We were created for relationship—with God and with one another. But when we face the challenge of mental illness, our relationships undergo a lot of strain. There are misunderstandings for everyone involved. The emotions of the person suffering with mental illness and their loved ones are complicated. So how do we have strong relationships in the light of mental health struggles?
Today we’re going to talk about mental illness and healthy relationships: where do we start?
I’m Angela Howard, my passion is to break the stigma of mental illness among fellow Christians. I’m here to help you live a more purposeful life with God, and with one another. Don’t forget to subscribe to my YouTube channel so you can get the first updates of new content.
When relationships are blindsided by mental health issues there are a lot of emotions….
Frustration, doubt, confusion, anger at God, at your loved one, or even at other people for not understanding what you’re going through. It’s messy and it’s heartbreaking.
At the same time, you might also experience a sense of determination. That’s how I felt. I wasn’t going to give up on my husband, even when people told me I should.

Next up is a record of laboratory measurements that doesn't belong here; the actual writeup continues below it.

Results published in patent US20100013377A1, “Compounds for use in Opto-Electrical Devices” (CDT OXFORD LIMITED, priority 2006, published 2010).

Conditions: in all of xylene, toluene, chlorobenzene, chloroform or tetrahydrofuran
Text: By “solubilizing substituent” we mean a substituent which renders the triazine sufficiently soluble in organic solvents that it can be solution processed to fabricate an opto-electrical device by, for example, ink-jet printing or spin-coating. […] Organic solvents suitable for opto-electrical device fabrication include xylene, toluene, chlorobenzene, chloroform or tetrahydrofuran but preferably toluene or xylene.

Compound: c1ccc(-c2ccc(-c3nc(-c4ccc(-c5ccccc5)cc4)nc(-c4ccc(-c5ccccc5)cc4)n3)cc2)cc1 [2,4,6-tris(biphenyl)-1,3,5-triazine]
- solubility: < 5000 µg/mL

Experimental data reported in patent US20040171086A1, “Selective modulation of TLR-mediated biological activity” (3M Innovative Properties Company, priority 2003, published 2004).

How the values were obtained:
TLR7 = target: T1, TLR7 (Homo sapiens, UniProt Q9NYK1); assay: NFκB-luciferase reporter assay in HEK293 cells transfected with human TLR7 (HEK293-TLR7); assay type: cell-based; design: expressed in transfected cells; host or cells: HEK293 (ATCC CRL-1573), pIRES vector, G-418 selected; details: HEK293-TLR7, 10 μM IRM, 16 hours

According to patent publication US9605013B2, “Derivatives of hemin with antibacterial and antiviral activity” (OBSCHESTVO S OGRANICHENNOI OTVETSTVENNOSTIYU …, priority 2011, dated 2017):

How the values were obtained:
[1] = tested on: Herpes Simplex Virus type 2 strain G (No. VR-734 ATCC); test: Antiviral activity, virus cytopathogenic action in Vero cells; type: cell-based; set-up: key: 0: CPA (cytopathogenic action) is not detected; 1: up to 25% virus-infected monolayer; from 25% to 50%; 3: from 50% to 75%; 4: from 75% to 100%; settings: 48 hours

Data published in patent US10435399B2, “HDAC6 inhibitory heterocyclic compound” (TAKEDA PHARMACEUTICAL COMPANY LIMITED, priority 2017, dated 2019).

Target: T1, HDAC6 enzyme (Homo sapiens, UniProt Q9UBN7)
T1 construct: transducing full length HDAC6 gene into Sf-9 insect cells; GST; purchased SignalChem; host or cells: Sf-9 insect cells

It’s difficult to experience so many conflicting emotions. When your world is upside down, where do you start building healthy relationships?
#1 Focus on allowing yourself to grieve.
NOT doing this, was probably the biggest mistake that I ever made when facing my husband’s bipolar diagnosis. Grief is natural when you are facing something that will change your life and life of those you love.
Grief isn’t a straight line. You need to grieve…
- What you thought your relationships would be.
- What you dreamed for yourself and that other person.
- The reality of your life today.
- The obstacles that mental illness represents.
It’s okay to grieve. You are grieving a loss, as well as starting the process of remaking of your new life.
#2 Focus on the power of grace.
We need to receive the power of God’s grace, especially when we’re overwhelmed, wondering how we will face another day. His grace is sufficient for us in our weakness. We don’t have to be strong. We can rest in His grace.
We also need to offer grace to our loved ones. There are no perfect circumstances. No perfect people. No perfect way to handle this complex issue of mental illness in our relationships. The worst thing we can do is jump to judgment, narrowmindedness, and fear.
We need God’s grace to cover our sin when we mess up.
We need grace to begin to write a new story for your lives.
Blessed are those who mourn, for they will be comforted. Matthew 5:4
You are not alone in your grief, God’s grace will sustain and comfort you.
We’re going to be taking a whole month to address mental illness and our relationships, so what are your biggest struggles? Comment below, I’d love to hear for you!
Please subscribe for videos on our Youtube Channel for our amazing resources. I’ll be sharing great tips and encouragement for whatever your facing—whether you’re fighting mental illness or have a loved one who is.
Connect to a counselor: https://hisheartfoundation.org/request-a-counselor-referral/